History of the Agency
Housing Discrimination
Is Like A Door Closed On
Opportunity.  Don't Let
Housing Discrimination
Lock You Out.
Fair Housing Center Of Northern Alabama
The Greater Birmingham Fair Housing Center (GBFHC) was incorporated in the early 1980's, but lacked financial
support from the state, county, city, and local businesses. The agency was reactivated in 1988-89 to provide testing
and supervisory assistance to HUD during the Housing Discrimination Survey. In 1991, members of the board and
local attorneys contacted the National Fair Housing Alliance (NFHA) for information and assistance in reactivating
the fair housing program in Birmingham.

NFHA then applied for and secured FHIP Education and Outreach Funds to provide technical assistance to the
GBFHC. The agency became one of three fair housing organizations existing in the Deep South. GBFHC had a
seven-county service area, including Jefferson, Shelby, St. Clair, Blount, Walker, Bibb and Etowah Counties

The agency was created as a not-for-profit corporation governed by a volunteer board of directors representing the
civic, social, business and educational communities. It was incorporated in 1993 as a 501c(3) agency and opened in
June of the same year.

The Greater Birmingham Fair Housing Center’s name was changed to the
Fair Housing Center of Northern Alabama (FHCNA) in August 1997.

Our expressed purpose is to insure that all who seek housing are given fair and equal access to housing of their
choice based upon their ability to acquire. We are obligated to serve the seven protected classes guaranteed these
rights under federal law. Services are available to all citizens regardless of socio economic status.

We offer the community a two-pronged program: education and enforcement. These services are provided to the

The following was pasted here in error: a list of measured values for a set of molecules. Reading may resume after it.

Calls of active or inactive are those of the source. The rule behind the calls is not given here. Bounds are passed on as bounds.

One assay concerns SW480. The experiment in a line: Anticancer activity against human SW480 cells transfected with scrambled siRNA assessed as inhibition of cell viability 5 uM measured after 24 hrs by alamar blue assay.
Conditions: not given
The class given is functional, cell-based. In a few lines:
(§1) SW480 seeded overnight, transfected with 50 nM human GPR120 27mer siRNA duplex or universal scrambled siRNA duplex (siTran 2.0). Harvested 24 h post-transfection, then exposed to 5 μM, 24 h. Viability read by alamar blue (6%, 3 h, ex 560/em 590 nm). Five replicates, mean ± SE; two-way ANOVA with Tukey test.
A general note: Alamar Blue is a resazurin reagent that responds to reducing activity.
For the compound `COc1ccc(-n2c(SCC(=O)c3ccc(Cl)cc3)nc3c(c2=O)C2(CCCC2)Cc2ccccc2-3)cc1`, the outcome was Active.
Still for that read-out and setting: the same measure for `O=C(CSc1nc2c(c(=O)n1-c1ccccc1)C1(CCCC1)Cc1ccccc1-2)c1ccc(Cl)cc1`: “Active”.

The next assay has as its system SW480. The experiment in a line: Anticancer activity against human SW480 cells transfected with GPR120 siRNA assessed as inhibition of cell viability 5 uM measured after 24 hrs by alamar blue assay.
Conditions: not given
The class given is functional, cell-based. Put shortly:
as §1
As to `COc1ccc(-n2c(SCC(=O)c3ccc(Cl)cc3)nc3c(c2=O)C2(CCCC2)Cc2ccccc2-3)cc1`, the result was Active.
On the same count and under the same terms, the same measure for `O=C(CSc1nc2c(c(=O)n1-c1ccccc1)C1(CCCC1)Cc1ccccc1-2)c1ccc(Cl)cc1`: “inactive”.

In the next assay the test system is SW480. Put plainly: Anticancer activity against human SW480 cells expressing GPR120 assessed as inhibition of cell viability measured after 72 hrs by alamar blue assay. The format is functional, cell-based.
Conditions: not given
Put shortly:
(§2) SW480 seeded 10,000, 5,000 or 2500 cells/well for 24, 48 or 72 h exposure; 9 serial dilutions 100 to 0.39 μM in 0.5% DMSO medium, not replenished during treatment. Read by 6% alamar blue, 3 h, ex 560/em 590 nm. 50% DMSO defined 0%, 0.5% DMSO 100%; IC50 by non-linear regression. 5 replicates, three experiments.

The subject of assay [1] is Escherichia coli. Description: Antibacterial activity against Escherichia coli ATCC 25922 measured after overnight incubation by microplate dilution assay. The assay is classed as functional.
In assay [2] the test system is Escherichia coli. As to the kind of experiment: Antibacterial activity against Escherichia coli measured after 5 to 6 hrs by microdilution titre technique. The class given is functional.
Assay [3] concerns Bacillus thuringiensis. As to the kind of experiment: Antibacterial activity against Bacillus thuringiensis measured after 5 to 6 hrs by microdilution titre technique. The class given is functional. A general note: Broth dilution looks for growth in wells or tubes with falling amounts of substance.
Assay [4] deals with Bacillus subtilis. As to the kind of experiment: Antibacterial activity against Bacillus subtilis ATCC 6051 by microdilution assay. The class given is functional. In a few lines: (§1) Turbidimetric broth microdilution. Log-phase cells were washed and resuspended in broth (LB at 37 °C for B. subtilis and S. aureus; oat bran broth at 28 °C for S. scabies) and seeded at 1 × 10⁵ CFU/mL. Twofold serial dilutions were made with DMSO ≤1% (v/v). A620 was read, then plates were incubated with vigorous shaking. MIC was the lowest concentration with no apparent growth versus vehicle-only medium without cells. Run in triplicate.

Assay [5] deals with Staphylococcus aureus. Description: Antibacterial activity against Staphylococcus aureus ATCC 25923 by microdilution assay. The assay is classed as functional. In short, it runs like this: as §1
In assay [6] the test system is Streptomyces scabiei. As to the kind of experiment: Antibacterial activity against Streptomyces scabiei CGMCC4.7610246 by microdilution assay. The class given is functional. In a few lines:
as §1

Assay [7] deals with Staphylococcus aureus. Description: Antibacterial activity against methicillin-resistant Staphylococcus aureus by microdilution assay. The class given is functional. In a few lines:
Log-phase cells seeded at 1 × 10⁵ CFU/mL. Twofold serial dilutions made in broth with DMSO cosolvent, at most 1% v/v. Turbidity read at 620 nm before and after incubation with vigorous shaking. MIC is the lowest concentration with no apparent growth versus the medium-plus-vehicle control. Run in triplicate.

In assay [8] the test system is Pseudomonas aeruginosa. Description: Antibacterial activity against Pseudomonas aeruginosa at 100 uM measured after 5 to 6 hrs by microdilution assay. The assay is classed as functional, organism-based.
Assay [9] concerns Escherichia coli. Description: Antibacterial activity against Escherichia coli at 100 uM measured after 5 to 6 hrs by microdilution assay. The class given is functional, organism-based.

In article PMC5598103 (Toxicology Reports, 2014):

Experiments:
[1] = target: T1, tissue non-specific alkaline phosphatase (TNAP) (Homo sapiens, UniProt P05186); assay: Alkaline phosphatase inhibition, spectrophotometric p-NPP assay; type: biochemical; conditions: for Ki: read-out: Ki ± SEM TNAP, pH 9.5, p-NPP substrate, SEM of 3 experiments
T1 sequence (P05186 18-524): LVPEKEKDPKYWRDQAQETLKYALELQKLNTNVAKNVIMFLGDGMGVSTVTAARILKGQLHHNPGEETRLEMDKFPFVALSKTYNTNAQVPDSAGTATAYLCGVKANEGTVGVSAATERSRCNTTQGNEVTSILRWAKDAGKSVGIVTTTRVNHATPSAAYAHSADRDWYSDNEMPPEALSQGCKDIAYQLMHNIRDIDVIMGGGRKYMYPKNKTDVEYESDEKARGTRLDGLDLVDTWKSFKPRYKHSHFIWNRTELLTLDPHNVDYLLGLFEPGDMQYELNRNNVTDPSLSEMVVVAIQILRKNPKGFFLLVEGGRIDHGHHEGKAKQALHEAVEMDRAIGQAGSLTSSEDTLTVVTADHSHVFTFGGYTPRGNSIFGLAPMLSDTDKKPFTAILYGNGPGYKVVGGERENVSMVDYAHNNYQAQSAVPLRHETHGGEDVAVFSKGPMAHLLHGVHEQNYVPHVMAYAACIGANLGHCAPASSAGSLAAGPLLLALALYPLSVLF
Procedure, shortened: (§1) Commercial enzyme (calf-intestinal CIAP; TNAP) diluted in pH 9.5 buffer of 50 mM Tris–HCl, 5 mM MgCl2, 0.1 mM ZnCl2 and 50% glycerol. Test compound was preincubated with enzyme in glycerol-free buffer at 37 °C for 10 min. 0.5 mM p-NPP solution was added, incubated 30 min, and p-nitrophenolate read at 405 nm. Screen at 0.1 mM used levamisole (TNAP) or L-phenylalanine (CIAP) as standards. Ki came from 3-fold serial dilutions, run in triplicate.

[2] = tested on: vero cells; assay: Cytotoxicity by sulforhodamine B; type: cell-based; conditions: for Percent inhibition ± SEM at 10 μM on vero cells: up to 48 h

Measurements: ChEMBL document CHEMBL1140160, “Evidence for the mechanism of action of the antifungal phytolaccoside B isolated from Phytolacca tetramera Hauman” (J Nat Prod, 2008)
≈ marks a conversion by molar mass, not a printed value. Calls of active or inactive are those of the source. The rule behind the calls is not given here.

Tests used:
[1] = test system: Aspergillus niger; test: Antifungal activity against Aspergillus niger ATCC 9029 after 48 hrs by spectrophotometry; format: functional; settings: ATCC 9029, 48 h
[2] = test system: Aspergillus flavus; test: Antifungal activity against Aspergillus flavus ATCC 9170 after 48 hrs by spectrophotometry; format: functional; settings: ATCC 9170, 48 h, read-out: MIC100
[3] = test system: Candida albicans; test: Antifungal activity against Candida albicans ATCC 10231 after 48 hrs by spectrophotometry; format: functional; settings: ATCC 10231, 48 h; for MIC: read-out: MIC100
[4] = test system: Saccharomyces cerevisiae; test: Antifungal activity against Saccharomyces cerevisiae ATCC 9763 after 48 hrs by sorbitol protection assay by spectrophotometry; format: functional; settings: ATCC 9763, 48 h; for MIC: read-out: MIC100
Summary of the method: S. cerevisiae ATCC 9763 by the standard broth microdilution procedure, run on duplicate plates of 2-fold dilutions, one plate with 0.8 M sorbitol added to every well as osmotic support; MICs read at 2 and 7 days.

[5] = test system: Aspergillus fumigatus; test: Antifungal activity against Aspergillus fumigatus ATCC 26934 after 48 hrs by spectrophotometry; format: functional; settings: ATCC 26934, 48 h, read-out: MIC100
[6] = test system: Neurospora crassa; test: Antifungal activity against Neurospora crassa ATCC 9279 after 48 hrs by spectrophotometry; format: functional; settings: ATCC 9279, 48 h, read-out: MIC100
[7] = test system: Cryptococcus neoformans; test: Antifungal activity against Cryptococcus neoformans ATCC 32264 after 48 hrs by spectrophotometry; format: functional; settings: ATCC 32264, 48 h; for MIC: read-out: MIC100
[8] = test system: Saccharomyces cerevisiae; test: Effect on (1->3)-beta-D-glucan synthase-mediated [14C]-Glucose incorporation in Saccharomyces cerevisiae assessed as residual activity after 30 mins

housing consumer and housing providers. All services to housing consumers are free of charge. Our education efforts
include trainings and presentations to community groups on fair housing issues. Our enforcement efforts entail the
investigation of alleged housing discriminatory acts, complaint based and or systemic testing.

The City of Birmingham and its surrounding counties have a long history of segregated residential pattens and high
incidences of unlawful housing practices. As such, the greater Birmingham area contains many impediments to equal
housing opportunities. At this stage, FHCNA seeks to devote its enforcement efforts toward discrimination in the
public and private real estate markets and other transactions such as insurance relining, appraisals and loans.
Emphasis will be placed on investigation reports of discriminatory acts toward persons protected under Title VIII
and particular interest will be devoted towards persons of other ethnic groups with language difficulties. It is
believed that discrimination in these areas pose a substantial threat to equal housing opportunities within the greater
Birmingham community.